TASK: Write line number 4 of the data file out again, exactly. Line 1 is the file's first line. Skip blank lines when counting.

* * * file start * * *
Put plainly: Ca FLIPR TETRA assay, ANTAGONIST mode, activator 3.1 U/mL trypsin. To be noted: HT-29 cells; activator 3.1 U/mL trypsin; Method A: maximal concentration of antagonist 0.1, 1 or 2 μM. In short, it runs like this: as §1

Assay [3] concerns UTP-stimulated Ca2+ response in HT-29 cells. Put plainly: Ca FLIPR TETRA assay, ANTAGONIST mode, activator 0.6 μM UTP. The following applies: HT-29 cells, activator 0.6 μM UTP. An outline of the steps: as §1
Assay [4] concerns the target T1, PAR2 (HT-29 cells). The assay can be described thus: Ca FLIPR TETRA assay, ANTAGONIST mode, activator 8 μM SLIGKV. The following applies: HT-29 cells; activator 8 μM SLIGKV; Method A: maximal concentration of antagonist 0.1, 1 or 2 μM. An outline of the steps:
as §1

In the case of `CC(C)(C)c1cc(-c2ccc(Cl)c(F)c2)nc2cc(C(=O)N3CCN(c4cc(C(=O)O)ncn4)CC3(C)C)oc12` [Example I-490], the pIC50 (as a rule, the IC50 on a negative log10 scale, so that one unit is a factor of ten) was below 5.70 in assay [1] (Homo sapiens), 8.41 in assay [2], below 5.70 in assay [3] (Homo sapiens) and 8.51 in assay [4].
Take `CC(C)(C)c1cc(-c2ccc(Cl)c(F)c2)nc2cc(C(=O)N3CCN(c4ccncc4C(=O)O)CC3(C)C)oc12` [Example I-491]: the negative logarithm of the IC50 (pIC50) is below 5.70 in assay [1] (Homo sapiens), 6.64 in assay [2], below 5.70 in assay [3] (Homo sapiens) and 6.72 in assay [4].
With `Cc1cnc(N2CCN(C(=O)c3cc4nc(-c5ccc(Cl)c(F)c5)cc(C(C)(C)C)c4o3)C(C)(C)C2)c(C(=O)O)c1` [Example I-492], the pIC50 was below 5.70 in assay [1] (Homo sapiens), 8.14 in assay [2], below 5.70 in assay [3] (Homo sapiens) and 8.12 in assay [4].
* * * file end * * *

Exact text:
as §1